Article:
And as I write and remembering the newspaper headlines I have read today, I am struck by something else.  It makes me sad, but I understand.
Rest in Peace Robin Williams, guy that just happened to have a heart defect….




How do you feel about goodbyes? Relieved, sad, couldn’t give a toss. It’s something that I’ve never really thought about but I do know I have been totally shit at them. I probably still am. Is there such a thing as a ‘good’ goodbye??

The past week I’ve done quite a few goodbyes, good-bye Therapy Foundation Course, goodbye play, goodbye way of life for just under a year, goodbye fellow travellers on the journey of the foundation course.

When I think about it, my last few real goodbyes have left me feeling pretty shit about myself, as I if there was something wrong me, like I was some kind of unlovable monster with two heads that was really undeserving of any kind of care at all.

Last week, I said goodbye to my fellow students on the foundation course all I can say was that the tutors prepared us extremely well. How? We talked about it! We talked about the fact that today was the day we were going to say goodbye. There was lots of visualisation, lots of letting go, almost ceremonial actions. The writing of notes to each member of the group passing them to each other in silence, reading what each one of us had written about the other and expressing an instant reaction to that. Nothing was hidden or swept under the carpet. Only a few of us will be moving on to the next stage of the course, so for a lot of us, it was a final goodbye as we all came from different parts of the southwest!

I left not feeling like shit, I left not feeling like I had shut down and become cold to the fact that this was the last time I would be seeing some of these people, of going through the motions devoid of allowing myself to feel anything except a the burden of responsibility that its my fault they don’t like me enough to keep in contact….

I felt, celebrated, loved, emotional, so bloody emotional and we were allowed to feel those things until the natural time came to say goodbye – (for some of us it was midnight in a grimy club after beer had been consumed…. hardcore til the end…. 😉 )

It got me thinking about the first time I encountered the finality of goodbye….

I don’t remember it of course I was one and half years old, when the porters came to take me down to theatre for my first open heart surgery I was bouncing around the bed laughing my head off. The nurse couldnt’ believe that I had already had my pre-med and it became very clear that it was going to take them more than the average dose to knock me out…. So they gave me a bigger dose and that’s when I went limp. As I say I don’t remember this story, this is my mother’s story and I cannot, cannot, imagine how horrific it was for her, at what happened next.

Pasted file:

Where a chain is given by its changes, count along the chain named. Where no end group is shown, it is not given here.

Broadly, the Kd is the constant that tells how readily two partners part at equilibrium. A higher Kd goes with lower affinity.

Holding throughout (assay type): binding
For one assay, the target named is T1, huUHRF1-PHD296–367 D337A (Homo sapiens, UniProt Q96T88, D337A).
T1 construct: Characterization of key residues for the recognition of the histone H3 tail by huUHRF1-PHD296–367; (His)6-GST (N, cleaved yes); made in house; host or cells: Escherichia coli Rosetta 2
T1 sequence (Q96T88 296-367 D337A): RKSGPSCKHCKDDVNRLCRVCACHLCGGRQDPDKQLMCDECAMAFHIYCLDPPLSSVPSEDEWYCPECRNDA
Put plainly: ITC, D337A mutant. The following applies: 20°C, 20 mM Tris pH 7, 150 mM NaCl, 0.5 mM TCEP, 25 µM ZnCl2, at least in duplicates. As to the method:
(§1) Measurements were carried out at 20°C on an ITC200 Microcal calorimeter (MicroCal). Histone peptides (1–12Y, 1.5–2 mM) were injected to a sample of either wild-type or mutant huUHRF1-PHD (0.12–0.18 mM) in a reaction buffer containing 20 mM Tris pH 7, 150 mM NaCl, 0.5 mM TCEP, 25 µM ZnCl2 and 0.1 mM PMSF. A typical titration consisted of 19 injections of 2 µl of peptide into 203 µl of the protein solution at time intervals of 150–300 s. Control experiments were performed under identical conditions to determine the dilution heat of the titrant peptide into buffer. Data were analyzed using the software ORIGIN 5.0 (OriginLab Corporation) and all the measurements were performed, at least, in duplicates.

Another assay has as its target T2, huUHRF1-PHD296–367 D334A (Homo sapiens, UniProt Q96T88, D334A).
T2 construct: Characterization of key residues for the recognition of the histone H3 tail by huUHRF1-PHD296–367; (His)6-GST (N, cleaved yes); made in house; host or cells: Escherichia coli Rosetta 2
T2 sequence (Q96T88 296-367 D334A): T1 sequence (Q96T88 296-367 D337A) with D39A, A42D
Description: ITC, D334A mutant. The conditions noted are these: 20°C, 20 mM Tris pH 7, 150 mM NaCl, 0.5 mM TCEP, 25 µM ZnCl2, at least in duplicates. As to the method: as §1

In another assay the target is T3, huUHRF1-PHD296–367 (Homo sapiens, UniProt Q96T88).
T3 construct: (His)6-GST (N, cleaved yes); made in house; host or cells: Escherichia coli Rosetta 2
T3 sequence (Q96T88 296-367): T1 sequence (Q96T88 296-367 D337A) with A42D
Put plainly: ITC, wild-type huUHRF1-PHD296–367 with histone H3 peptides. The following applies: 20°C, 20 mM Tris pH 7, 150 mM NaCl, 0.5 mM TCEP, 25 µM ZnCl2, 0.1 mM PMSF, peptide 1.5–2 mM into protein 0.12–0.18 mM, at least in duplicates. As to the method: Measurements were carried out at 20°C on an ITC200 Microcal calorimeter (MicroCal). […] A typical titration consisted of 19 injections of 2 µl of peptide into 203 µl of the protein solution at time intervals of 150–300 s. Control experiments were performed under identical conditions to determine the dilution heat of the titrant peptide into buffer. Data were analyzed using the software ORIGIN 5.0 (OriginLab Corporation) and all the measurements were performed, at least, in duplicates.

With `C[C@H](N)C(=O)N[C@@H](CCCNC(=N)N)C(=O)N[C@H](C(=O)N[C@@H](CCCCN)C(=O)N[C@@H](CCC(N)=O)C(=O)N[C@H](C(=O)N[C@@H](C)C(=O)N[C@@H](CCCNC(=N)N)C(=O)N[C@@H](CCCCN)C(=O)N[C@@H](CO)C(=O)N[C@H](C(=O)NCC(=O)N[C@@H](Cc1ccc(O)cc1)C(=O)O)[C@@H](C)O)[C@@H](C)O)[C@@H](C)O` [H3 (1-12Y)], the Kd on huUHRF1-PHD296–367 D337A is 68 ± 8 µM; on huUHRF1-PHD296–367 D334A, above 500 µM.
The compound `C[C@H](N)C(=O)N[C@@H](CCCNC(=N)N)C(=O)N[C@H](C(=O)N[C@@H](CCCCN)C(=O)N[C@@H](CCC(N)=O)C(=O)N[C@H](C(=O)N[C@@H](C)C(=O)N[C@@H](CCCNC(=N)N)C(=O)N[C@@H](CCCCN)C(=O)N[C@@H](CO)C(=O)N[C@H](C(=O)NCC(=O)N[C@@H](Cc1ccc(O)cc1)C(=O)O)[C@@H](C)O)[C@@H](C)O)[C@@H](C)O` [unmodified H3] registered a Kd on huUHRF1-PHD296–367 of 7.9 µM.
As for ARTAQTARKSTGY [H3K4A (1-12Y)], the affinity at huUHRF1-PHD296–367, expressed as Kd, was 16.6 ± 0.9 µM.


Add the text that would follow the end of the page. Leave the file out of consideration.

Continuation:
They had to peel me off her as she held it together. They had to uncurl my arms from around her neck, and unclasp my fingers from her hair and put me on the trolley to take me to surgery. No goodbye. As I say mentally I do not remember that goodbye, but I think the conscious collective and even my own body may think otherwise….

So for me, the first time I came across the whole meaning of goodbye, the whole finality of goodbye was when I was 6years old at my second operation. I was still trying to get to grips with what was happening to me as I found myself being wheeled down to theatre, watching the ceiling of the corridor slide over my view, if I titled my head back and rolled my eyes upwards I could see the upside down faces of my mum and dad as they followed the trolley down. I did not realise that they would not be coming in with me to the theatre itself……the goodbye was rushed, I had cottoned on pretty quickly that this were I was meant to be brave and that what happened here, how I was coping with this goodbye was crucial for them getting through the next 4 hours.

Hindsight is a funny thing isn’t it? I came back from that goodbye sore, groggy, thirsty and wired up to machines. I had lost four and half hours of my life and I didn’t know where… but I had come back. I wonder now if unconsciously we had all slammed into that goodbye as if I always was coming back, that what was going on in those 4 1/2 hours of unconsciousness was just not important. I was back and that was main thing. Goodbye shmuwdbye, I’ll always come back. Maybe if we’d talked it through, I wouldn’t be so shit at goodbyes now. John Bowlby would call it an abandonment issue… I’ll leave that up to you to research and make your mind up.

Anyhoo…. I also worked on a show last week, I staged managed a show calling the cues to lights, sounds and visual effects. The play was called Pornography, it was about the week leading up to the 7/7 bombings in London, the week of Live8, winning the Olympic bid… it was a very powerful, emotive production. To me the play was about grief, I watched the play nearly every night in my job as SM, each night a different character spoke to me about their grief, the whole play spoke about the power of the not goodbye, I cried every night at the end of the play.

So yes, goodbye course and fellow students, goodbye production and wonderful hardworking talented cast, goodbye words of an amazing play, goodbye vision of the director and production team, I have been allowed to sit with all these goodbyes and feel what I feel and I feel ok. I’m not a crap person, I’m not shit at goodbye at all. You’re great, I’m great but our time is at an end, time to go and good go with you.

Until next the next blog update of course…. 😉

Losing Touch

Well, it’s been almost two months since my last post!  2 months, it’s the longest time I’ve not written since I started my blog!

I’ve not been ignoring it though, I have been quietly mulling over something and just needed the right angle from which to write, I was just thinking how out of touch with my blog I was being and, well, yep, that was the angle.